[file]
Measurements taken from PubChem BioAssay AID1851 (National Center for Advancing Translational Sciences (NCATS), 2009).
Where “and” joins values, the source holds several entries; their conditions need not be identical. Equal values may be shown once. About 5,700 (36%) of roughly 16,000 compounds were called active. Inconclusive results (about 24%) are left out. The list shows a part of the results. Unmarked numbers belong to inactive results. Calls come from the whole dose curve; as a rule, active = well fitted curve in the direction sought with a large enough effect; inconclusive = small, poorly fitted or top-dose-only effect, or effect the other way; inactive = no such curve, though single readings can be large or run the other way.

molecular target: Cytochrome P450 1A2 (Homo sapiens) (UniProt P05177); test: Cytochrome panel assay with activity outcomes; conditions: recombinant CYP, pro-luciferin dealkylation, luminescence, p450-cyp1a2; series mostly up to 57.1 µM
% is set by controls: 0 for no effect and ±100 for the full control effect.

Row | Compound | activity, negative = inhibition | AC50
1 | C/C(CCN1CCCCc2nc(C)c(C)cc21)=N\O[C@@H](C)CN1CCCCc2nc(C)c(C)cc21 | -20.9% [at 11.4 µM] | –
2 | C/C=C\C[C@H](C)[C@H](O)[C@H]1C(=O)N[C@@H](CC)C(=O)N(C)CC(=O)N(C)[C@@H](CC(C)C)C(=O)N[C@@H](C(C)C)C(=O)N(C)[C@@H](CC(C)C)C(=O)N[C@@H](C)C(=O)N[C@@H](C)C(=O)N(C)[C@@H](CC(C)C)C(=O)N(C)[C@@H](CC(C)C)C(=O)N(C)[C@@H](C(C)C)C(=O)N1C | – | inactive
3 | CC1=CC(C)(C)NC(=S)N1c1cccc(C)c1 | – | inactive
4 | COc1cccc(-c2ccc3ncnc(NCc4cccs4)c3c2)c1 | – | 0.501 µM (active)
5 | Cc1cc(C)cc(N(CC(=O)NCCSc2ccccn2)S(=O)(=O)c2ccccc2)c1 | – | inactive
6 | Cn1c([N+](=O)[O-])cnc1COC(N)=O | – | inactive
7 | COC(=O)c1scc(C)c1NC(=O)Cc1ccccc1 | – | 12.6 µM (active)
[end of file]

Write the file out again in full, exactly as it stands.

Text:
Measurements taken from PubChem BioAssay AID1851 (National Center for Advancing Translational Sciences (NCATS), 2009).
Where “and” joins values, the source holds several entries; their conditions need not be identical. Equal values may be shown once. About 5,700 (36%) of roughly 16,000 compounds were called active. Inconclusive results (about 24%) are left out. The list shows a part of the results. Unmarked numbers belong to inactive results. Calls come from the whole dose curve; as a rule, active = well fitted curve in the direction sought with a large enough effect; inconclusive = small, poorly fitted or top-dose-only effect, or effect the other way; inactive = no such curve, though single readings can be large or run the other way.

molecular target: Cytochrome P450 1A2 (Homo sapiens) (UniProt P05177); test: Cytochrome panel assay with activity outcomes; conditions: recombinant CYP, pro-luciferin dealkylation, luminescence, p450-cyp1a2; series mostly up to 57.1 µM
% is set by controls: 0 for no effect and ±100 for the full control effect.

Row | Compound | activity, negative = inhibition | AC50
1 | C/C(CCN1CCCCc2nc(C)c(C)cc21)=N\O[C@@H](C)CN1CCCCc2nc(C)c(C)cc21 | -20.9% [at 11.4 µM] | –
2 | C/C=C\C[C@H](C)[C@H](O)[C@H]1C(=O)N[C@@H](CC)C(=O)N(C)CC(=O)N(C)[C@@H](CC(C)C)C(=O)N[C@@H](C(C)C)C(=O)N(C)[C@@H](CC(C)C)C(=O)N[C@@H](C)C(=O)N[C@@H](C)C(=O)N(C)[C@@H](CC(C)C)C(=O)N(C)[C@@H](CC(C)C)C(=O)N(C)[C@@H](C(C)C)C(=O)N1C | – | inactive
3 | CC1=CC(C)(C)NC(=S)N1c1cccc(C)c1 | – | inactive
4 | COc1cccc(-c2ccc3ncnc(NCc4cccs4)c3c2)c1 | – | 0.501 µM (active)
5 | Cc1cc(C)cc(N(CC(=O)NCCSc2ccccn2)S(=O)(=O)c2ccccc2)c1 | – | inactive
6 | Cn1c([N+](=O)[O-])cnc1COC(N)=O | – | inactive
7 | COC(=O)c1scc(C)c1NC(=O)Cc1ccccc1 | – | 12.6 µM (active)